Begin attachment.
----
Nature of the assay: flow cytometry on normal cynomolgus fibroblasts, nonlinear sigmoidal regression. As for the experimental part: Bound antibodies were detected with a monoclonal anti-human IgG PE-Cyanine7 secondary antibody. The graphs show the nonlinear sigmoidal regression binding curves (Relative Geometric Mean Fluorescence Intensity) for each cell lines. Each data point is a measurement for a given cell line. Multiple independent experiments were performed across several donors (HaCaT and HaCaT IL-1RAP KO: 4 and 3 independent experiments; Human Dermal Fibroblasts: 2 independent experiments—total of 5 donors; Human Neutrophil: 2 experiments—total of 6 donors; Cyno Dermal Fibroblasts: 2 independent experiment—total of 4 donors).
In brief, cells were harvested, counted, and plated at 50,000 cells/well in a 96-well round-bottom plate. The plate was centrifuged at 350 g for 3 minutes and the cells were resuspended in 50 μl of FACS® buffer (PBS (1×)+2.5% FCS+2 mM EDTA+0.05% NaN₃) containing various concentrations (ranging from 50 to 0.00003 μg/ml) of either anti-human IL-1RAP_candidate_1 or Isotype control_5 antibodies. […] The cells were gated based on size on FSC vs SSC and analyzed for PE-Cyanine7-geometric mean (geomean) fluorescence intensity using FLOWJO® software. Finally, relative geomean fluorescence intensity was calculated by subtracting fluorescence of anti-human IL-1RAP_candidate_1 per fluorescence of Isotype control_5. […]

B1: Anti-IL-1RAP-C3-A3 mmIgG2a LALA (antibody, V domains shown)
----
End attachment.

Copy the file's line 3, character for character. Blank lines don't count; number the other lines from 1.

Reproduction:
B1: Anti-IL-1RAP-C3-A3 mmIgG2a LALA (antibody, V domains shown)